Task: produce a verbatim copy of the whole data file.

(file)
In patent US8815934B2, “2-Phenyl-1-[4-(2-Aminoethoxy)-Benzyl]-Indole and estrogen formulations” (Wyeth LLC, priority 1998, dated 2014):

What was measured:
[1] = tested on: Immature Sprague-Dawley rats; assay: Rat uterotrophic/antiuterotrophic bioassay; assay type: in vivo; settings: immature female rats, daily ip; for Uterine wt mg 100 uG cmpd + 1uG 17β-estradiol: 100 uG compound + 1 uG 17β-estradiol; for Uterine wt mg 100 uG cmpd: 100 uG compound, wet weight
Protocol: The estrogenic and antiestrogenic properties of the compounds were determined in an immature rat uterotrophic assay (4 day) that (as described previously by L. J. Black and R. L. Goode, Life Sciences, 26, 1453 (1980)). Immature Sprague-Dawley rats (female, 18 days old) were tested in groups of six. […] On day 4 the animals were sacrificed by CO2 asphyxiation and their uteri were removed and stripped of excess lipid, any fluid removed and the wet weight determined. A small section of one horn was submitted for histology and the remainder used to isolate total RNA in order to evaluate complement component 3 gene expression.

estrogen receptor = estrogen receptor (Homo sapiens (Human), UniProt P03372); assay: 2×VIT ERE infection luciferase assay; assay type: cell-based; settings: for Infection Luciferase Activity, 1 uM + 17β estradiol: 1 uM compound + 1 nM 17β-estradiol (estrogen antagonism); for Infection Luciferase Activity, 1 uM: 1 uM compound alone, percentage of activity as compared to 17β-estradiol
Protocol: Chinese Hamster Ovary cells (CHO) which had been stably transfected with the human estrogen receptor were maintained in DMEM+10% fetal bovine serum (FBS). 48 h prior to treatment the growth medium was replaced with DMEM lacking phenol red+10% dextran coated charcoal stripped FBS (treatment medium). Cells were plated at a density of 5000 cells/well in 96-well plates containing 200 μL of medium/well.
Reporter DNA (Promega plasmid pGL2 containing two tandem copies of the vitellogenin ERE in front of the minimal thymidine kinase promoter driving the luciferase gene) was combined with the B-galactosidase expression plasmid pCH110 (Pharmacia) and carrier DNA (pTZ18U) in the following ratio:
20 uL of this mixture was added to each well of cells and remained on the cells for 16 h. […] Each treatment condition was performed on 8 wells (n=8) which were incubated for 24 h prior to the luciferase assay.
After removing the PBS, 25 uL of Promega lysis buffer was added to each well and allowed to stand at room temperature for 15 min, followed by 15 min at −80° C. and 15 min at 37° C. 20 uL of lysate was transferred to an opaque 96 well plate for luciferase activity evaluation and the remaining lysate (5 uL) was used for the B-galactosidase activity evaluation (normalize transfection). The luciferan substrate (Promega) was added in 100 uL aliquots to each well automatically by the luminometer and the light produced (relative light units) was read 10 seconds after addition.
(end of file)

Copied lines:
In patent US8815934B2, “2-Phenyl-1-[4-(2-Aminoethoxy)-Benzyl]-Indole and estrogen formulations” (Wyeth LLC, priority 1998, dated 2014):

What was measured:
[1] = tested on: Immature Sprague-Dawley rats; assay: Rat uterotrophic/antiuterotrophic bioassay; assay type: in vivo; settings: immature female rats, daily ip; for Uterine wt mg 100 uG cmpd + 1uG 17β-estradiol: 100 uG compound + 1 uG 17β-estradiol; for Uterine wt mg 100 uG cmpd: 100 uG compound, wet weight
Protocol: The estrogenic and antiestrogenic properties of the compounds were determined in an immature rat uterotrophic assay (4 day) that (as described previously by L. J. Black and R. L. Goode, Life Sciences, 26, 1453 (1980)). Immature Sprague-Dawley rats (female, 18 days old) were tested in groups of six. […] On day 4 the animals were sacrificed by CO2 asphyxiation and their uteri were removed and stripped of excess lipid, any fluid removed and the wet weight determined. A small section of one horn was submitted for histology and the remainder used to isolate total RNA in order to evaluate complement component 3 gene expression.

estrogen receptor = estrogen receptor (Homo sapiens (Human), UniProt P03372); assay: 2×VIT ERE infection luciferase assay; assay type: cell-based; settings: for Infection Luciferase Activity, 1 uM + 17β estradiol: 1 uM compound + 1 nM 17β-estradiol (estrogen antagonism); for Infection Luciferase Activity, 1 uM: 1 uM compound alone, percentage of activity as compared to 17β-estradiol
Protocol: Chinese Hamster Ovary cells (CHO) which had been stably transfected with the human estrogen receptor were maintained in DMEM+10% fetal bovine serum (FBS). 48 h prior to treatment the growth medium was replaced with DMEM lacking phenol red+10% dextran coated charcoal stripped FBS (treatment medium). Cells were plated at a density of 5000 cells/well in 96-well plates containing 200 μL of medium/well.
Reporter DNA (Promega plasmid pGL2 containing two tandem copies of the vitellogenin ERE in front of the minimal thymidine kinase promoter driving the luciferase gene) was combined with the B-galactosidase expression plasmid pCH110 (Pharmacia) and carrier DNA (pTZ18U) in the following ratio:
20 uL of this mixture was added to each well of cells and remained on the cells for 16 h. […] Each treatment condition was performed on 8 wells (n=8) which were incubated for 24 h prior to the luciferase assay.
After removing the PBS, 25 uL of Promega lysis buffer was added to each well and allowed to stand at room temperature for 15 min, followed by 15 min at −80° C. and 15 min at 37° C. 20 uL of lysate was transferred to an opaque 96 well plate for luciferase activity evaluation and the remaining lysate (5 uL) was used for the B-galactosidase activity evaluation (normalize transfection). The luciferan substrate (Promega) was added in 100 uL aliquots to each well automatically by the luminometer and the light produced (relative light units) was read 10 seconds after addition.